BRC wins bid to join NIHR BioResource network
The Manchester BRC and CRF have been chosen as one of 13 centres around England which will contribute to the new NIHR BioResource for Translational Research in Common and Rare Diseases.
This integrates existing NIHR resources into a single facility to recruit patients with both common and rare diseases, their relatives and healthy volunteers to take part in experimental medicine and clinical research studies.
Over 100,000 volunteers have already provided information related to their health and lifestyle and biological samples, including DNA, and consented to be recalled for biomedical research studies according to their genetic make-up (genotype) and/or physical characteristics (phenotype). From 2018, up to 50,000 additional volunteers will be recruited each year across the network.
Through the BRC and CRF, North West (NW) patients currently involved in research studies into both common and rare diseases will be asked to give their consent for their health information and biological samples to be shared with the NIHR BioResource. The Manchester team will also collect additional samples and information from healthy volunteers across the NW region.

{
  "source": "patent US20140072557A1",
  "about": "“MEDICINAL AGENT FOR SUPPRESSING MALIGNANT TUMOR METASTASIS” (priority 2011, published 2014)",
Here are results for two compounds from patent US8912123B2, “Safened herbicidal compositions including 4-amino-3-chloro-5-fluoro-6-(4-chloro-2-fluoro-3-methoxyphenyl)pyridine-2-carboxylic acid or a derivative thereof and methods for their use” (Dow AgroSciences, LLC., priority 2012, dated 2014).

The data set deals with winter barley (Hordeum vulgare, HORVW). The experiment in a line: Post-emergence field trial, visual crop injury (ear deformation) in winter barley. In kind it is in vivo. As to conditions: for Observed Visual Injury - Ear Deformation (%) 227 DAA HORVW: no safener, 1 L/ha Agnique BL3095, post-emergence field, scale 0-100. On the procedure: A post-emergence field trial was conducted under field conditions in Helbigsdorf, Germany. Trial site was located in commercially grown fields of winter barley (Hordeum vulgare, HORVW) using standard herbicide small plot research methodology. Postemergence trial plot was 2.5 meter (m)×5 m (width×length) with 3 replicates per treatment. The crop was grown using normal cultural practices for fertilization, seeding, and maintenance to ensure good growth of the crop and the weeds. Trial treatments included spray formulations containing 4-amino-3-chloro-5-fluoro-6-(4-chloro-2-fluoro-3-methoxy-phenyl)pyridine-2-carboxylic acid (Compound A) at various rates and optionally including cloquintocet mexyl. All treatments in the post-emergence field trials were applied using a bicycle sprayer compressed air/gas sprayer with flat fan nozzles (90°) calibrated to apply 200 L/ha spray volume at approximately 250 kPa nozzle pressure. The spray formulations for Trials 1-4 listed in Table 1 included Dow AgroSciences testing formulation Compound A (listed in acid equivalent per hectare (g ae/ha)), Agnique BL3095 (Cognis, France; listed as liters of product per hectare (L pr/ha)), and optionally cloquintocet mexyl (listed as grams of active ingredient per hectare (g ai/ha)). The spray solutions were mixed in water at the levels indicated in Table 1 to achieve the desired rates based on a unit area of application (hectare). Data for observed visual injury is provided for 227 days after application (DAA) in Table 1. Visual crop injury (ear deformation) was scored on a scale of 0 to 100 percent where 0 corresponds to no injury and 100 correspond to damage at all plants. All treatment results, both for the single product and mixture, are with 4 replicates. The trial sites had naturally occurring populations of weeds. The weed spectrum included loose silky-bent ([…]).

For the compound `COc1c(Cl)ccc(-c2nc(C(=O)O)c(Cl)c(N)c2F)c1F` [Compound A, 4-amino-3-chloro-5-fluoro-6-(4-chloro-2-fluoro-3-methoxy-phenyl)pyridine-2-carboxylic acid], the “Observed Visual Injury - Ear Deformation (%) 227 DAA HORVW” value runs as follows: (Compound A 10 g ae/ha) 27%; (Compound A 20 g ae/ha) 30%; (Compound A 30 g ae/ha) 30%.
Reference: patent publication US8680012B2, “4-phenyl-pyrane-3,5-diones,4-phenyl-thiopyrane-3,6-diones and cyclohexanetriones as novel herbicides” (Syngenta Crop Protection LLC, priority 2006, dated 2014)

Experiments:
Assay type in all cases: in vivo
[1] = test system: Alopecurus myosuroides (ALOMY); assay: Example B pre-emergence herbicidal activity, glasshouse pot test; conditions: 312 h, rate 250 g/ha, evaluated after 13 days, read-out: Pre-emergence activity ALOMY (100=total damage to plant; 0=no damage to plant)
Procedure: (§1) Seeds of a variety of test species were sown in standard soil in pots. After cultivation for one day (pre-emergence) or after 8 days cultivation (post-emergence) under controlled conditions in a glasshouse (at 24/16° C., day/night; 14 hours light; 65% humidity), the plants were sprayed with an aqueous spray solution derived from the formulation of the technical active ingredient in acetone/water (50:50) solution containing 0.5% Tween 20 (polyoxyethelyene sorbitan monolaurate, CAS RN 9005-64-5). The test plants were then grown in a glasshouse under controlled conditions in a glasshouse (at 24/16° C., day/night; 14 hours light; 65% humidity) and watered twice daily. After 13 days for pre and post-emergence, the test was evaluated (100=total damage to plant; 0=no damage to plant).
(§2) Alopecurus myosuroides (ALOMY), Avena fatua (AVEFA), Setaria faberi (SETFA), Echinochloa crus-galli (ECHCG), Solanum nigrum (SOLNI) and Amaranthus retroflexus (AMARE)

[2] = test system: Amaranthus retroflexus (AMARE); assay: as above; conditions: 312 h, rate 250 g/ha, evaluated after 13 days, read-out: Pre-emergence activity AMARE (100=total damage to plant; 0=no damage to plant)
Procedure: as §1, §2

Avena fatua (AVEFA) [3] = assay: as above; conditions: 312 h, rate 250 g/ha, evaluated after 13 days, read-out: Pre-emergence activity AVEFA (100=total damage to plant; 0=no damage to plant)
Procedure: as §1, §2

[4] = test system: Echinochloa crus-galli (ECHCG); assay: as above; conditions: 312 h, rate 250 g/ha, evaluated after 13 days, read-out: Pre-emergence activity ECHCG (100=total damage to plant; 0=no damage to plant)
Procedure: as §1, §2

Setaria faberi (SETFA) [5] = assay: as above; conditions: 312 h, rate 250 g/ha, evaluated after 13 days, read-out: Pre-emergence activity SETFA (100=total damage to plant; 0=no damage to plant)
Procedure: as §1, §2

Funding of £425,000 from January 2018 to March 2022 has been awarded to the NIHR BioResource Centre Manchester. This funding will be used to support the informatics required to link clinical and research data working with the BRC informatics and data sciences theme, the Manchester Centre for Genomic Medicine (MCGM) team to manage the governance requirements plus research nurses and phlebotomists at MCGM and the NIHR Manchester CRF to support the collection of new or extra samples from patients and volunteers.
In the rare disease area, samples from NW patients with neurofibromatosis (NF1 and NF2) will be held in the NIHR BioResource, and additional patients with rare diseases will be recruited each year through the BRC and CRF, MCGM and European Reference Networks (ERN) for Rare Diseases.
The NIHR BioResource will be a tremendous asset for researchers and industry, offering access to a streamlined data and sample collection, processing, archiving and retrieval system,
said Professor Gareth Evans, who leads the NIHR BioResource Centre Manchester together with Professor Jacky Smith.
He added: “Over the next five years, it has the potential to further improve our understanding of disease mechanisms. Economies of scale and access to larger study cohorts will also help to speed up the delivery of the next generation of diagnostics and drugs, as part of the wider personalised medicine agenda.”